By John Clark
A new law in the state of Washington is changing the way that payday lenders and borrowers operate.
The new law limits the size of payday loans, restricting payouts to 30 percent of an individual’s monthly income or $700, whichever is lower.
The law will also alter other aspects of payday lending, limiting the total number of loans a borrower can take out over a 12-month period, and restricting borrowers from taking out multiple loans from multiple sources. In addition, the law will set up a database to track loan and borrower practices.
Payday loans are characterized by the short length of the loan and high interest rates. These rates can go to as high as 400 percent interest when computed annually.
These loans are essentially an advance on the borrower’s paycheck, as the borrower writes a postdated check and pays a fee. The loan company agrees not to cash the check until the borrower’s payday.
The payday lending industry is unsure about how the new law will impact their business, according to the Associated Press. Owners of check-cashing stores, like Ken Weaver, expressed nervousness about the future of his two check-cashing stores. “We don't know if we're gonna be open in six months,” the owner of Apple Valley Check Cashing out of central Washington told the AP.
According to Weaver, the limit on the number of loans an individual is allowed to take out will likely have the most impact on business.
The law itself, however, was passed as a way to protect consumers from crippling debt. Consumer advocates have strongly lobbied for the law to help stop the cycle of debt that can result from payday loans. Often, consumer advocates argue, consumers find themselves high in debt, and the only way they can pay off one payday loan is with another. Because these loans may be included in a bankruptcy case, many feel forced to file.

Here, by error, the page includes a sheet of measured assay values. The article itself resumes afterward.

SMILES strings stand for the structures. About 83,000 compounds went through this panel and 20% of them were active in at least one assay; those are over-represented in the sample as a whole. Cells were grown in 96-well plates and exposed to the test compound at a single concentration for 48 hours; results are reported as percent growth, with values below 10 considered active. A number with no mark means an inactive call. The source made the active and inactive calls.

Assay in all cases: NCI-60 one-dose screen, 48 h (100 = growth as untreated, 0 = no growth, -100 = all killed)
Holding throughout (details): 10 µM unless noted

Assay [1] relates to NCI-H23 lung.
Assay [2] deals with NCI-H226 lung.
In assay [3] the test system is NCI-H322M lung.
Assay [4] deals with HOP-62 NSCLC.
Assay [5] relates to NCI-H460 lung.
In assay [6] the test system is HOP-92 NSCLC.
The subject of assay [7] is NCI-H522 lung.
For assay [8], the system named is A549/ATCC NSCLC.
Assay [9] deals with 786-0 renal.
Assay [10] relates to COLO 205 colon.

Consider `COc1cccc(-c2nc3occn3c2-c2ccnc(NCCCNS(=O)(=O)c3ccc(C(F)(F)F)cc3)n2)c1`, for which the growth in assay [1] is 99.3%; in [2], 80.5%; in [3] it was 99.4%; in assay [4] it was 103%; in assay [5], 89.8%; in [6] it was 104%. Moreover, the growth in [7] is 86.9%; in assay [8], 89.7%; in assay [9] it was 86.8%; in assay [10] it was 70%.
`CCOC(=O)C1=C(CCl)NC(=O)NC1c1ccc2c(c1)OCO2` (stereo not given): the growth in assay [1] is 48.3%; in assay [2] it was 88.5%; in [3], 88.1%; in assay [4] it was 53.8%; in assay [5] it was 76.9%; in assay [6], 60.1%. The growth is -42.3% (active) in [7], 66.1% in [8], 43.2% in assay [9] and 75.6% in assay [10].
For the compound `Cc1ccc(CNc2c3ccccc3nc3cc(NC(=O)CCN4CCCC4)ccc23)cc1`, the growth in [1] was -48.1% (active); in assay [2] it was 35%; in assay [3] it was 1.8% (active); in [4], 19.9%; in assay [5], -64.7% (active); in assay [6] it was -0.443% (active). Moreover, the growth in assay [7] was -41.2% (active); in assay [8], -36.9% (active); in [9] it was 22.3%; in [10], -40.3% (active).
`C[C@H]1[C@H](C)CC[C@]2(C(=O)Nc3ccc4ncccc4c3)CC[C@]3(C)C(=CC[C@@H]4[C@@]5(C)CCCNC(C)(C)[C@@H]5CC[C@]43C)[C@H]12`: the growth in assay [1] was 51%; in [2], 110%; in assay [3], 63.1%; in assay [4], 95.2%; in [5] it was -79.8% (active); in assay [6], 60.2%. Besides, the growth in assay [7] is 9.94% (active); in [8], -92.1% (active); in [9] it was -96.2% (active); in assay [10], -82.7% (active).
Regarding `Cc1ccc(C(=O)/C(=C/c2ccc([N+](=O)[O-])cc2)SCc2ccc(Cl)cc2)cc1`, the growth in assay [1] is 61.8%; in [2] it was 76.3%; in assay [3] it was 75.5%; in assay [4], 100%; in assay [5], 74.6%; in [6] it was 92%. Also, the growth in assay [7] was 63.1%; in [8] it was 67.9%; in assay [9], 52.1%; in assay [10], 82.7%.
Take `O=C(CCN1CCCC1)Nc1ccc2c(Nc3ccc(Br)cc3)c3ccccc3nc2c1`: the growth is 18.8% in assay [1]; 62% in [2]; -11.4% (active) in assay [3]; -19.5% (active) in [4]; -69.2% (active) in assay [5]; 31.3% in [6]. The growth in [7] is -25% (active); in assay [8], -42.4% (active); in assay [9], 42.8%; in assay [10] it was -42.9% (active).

The new law is an attempt to disrupt this cycle, and to ensure that payday loan companies can’t circumvent it. “We want to make sure the payday lenders can't circumvent the law,'” Danielle Friedman, the Predatory Lending Campaign Manager for the lobbying group Statewide Poverty Action Network, told the Associated Press.
In Washington state, the number of payday lending outlets has expanded rapidly between 2000 and 2008. There were 377 of these outlets at the beginning of the decade, and by 2008 there were over 700, representing about a 90 percent increase. The AP reports that lenders made about $1.3 billion on payday loans in 2008.
According to the AP, “Friedman's group estimates that the new law will save Washingtonians about $100 million in fees per year.”
While consumer advocates support the measure, lenders claim that the law will deny consumers the ability to get a loan in difficult financial times as other emergency means like credit cards tighten their requirements. They claim that there is demand for their services, and that if payday lenders are cut off, consumers will have to turn to short term financial solutions that are not subject to government regulations as they are.